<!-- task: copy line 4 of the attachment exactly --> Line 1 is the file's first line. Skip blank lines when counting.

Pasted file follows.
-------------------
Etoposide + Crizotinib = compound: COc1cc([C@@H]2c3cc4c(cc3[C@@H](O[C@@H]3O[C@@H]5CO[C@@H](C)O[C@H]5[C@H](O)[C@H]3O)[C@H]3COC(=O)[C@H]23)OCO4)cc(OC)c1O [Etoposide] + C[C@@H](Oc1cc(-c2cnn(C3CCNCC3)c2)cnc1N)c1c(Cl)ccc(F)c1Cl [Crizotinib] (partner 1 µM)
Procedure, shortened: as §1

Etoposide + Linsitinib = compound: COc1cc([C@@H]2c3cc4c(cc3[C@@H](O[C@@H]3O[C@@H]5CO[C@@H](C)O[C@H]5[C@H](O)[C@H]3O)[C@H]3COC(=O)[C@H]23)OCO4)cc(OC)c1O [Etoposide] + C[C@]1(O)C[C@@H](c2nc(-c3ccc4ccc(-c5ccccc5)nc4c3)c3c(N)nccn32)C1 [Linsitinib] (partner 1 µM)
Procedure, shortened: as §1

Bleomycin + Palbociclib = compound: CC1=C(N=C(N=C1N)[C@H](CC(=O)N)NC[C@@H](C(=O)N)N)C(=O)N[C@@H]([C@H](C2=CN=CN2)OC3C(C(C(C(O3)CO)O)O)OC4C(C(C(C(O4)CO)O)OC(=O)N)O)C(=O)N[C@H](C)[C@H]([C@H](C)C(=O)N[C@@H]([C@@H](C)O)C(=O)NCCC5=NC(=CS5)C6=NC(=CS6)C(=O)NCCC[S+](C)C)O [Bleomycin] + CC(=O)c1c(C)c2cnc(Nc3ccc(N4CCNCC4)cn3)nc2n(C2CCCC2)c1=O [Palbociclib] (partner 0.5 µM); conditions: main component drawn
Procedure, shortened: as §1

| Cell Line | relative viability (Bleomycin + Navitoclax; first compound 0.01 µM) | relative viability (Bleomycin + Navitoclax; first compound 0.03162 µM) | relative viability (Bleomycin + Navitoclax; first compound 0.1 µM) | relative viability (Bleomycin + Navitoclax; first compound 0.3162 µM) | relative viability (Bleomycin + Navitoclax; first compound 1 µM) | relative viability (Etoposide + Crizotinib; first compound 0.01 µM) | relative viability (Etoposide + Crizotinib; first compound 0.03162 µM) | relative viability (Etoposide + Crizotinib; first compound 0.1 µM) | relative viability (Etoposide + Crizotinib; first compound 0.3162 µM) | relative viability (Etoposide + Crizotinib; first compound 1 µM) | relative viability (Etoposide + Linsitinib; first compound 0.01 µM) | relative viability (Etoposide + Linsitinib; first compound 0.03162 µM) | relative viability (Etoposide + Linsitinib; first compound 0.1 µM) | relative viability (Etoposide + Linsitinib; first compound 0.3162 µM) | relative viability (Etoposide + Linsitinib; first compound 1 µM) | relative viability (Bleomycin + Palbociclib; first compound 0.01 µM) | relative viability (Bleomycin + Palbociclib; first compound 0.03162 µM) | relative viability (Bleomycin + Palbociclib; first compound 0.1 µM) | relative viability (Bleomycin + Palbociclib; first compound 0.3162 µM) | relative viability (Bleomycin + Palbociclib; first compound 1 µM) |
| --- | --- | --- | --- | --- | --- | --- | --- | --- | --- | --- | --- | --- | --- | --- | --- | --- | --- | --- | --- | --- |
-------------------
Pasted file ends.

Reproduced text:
Procedure, shortened: as §1